- Gratuity – While gratuity is still payable to all employees who have completed at least 5 years of continuous service with the company, the SS Code also allows for payment of gratuity on a pro-rata basis for fixed-term employees. Further, the threshold years for working journalists have been reduced to 3 years. Gratuity payments could increase if the basic salary amount in salary structures is not 50% of the gross salary.
- Authorities under the SS Code – The authorities under the SS Code are: Board of Trustees of Employee Provident Fund, Employees’ State Insurance Corporation, National Social Security Board for Unorganised Workers, State Unorganised Workers’ Social Security Board, and State Building Workers Welfare Boards.
- Creche Facilities – SS Code clarifies that common creche facilities may be opted for by establishments having 50 or more employees.
- Unorganized Sector, Gig and Platform Workers – The SS Code requires the National and State Social Security Boards to specifically create schemes/funds for providing benefits (life and disability cover, health and maternity benefits, old age protection, education, and discretionary benefits) to workers in the unorganized sector (self-employed or home-based), gig workers (workers outside the traditional employer-employee relationship) and platform workers (who access organisations or individuals through an online platform and provide services or solve specific problems). They are required to register themselves with self-declaration and AADHAR.
- Aggregators – The concept of ‘Aggregator’ has been introduced and means a ‘digital intermediary or a marketplace for a buyer or user of a service to connect with the seller or the service provider’. Aggregators are intended to help fund schemes for the unorganized sector, gig, and platform workers with a 1-2% contribution of their annual turnover. Identified Aggregators in the SS Code are:
- Ridesharing services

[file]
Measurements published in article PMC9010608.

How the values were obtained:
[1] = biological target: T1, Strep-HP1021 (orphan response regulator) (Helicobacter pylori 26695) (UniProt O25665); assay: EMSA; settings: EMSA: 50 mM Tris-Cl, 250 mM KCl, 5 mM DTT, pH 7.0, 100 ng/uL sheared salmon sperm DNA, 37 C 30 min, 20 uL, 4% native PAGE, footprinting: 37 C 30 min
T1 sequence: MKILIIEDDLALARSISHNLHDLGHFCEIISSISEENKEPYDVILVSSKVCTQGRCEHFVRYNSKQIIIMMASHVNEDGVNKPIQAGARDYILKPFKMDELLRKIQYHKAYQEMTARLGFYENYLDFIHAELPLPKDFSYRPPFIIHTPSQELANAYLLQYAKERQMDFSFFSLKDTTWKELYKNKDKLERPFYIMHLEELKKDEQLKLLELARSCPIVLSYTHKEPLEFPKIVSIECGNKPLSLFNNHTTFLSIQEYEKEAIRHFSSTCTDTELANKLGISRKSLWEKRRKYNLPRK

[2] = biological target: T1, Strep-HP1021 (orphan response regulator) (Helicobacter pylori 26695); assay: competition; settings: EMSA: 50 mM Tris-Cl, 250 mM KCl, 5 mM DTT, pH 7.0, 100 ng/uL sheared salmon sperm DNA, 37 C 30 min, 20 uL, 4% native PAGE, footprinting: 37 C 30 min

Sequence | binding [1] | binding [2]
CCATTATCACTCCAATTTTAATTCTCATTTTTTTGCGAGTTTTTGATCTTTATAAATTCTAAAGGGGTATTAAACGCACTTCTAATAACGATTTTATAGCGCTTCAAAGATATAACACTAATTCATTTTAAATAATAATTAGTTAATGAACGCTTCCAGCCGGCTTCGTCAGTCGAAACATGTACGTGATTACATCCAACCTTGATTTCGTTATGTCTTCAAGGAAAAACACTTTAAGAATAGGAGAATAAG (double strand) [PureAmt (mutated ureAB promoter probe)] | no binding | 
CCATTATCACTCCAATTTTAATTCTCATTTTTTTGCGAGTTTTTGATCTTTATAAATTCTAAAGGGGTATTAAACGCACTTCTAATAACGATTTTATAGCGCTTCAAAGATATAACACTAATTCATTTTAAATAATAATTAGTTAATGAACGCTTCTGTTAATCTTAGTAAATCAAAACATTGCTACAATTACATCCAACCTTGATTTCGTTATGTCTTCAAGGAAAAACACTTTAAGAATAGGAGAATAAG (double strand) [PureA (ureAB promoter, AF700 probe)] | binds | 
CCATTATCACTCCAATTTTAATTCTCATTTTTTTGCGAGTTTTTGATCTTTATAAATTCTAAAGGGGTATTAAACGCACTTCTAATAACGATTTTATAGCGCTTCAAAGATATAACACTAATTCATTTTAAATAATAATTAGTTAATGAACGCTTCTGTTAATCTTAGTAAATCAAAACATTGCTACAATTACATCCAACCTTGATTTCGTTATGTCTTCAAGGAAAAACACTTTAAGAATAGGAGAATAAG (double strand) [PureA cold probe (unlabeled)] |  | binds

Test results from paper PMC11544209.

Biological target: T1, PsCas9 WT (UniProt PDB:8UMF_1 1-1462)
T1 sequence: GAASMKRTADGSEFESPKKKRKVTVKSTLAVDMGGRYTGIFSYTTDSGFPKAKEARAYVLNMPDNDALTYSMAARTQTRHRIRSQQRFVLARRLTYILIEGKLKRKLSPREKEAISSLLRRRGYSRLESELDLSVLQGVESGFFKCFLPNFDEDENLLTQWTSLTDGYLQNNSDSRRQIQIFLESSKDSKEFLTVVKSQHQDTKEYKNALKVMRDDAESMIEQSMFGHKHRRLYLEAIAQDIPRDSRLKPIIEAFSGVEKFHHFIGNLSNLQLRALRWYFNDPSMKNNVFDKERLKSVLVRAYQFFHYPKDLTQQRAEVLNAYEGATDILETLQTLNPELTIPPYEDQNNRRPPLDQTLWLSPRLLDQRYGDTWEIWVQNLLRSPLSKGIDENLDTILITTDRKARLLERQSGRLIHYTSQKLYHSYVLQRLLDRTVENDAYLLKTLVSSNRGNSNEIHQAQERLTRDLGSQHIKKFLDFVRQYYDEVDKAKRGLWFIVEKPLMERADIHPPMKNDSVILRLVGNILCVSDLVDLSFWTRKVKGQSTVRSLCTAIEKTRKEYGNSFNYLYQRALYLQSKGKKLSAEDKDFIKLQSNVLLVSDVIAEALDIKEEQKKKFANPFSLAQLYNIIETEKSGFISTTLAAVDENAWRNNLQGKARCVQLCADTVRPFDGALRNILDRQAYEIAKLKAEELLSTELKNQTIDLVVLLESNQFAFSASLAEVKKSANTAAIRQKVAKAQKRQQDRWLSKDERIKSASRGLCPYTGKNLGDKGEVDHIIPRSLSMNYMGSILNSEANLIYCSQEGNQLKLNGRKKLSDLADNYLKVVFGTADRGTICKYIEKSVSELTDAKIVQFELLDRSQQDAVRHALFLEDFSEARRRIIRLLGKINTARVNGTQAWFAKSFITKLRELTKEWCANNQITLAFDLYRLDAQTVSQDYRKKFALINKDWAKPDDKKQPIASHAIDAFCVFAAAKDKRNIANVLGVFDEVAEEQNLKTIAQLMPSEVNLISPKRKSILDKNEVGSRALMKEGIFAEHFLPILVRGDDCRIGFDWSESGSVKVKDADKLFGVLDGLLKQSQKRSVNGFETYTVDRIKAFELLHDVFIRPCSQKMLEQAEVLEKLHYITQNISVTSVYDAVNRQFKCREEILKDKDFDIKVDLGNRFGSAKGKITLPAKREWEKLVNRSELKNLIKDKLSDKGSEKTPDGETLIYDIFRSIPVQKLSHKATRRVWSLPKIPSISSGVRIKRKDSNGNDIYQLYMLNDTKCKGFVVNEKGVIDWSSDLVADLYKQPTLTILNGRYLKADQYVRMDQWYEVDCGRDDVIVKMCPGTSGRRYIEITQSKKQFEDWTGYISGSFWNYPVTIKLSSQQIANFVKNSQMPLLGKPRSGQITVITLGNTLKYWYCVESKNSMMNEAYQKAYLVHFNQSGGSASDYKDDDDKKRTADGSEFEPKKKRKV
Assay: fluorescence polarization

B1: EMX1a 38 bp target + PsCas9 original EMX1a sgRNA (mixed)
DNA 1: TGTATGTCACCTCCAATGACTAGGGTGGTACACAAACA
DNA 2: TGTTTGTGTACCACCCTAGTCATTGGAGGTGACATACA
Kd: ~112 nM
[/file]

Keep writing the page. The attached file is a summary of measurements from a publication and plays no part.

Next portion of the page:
- Food and grocery delivery services
- Logistic services
- E-marketplace (both marketplace and inventory model) for wholesale/ retail sale of goods and/or services (B2B/B2C)
- Professional services provider
- Travel and hospitality
- Content and media services
- Any other goods and services provider platform
- PF Appeals – The deposit for filing an appeal has been reduced from 75% to 25% of the ordered amount.
- Penalties – Stricter penalties have been imposed, especially for repeat offenders. However, an opportunity is provided for rectification of non-compliance prior to initiation of any proceedings.
SS Code Implications
With regards to the Rules and Schemes developed, specific implementation will have to wait. However, the SS Code does appear to be a sincere attempt towards broadening the net and covering a much larger section of the workforce by recognizing unconventional work models as well as formal ones. While there could be an increased financial burden on employers, there is also an easing with respect to compliance requirements.
Image Credits: Photo by sol on Unsplash
With regards to the Rules and Schemes developed, specific implementation will have to wait. However, the SS Code does appear to be a sincere attempt towards broadening the net and covering a much larger section of the workforce by recognizing unconventional work models as well as formal ones.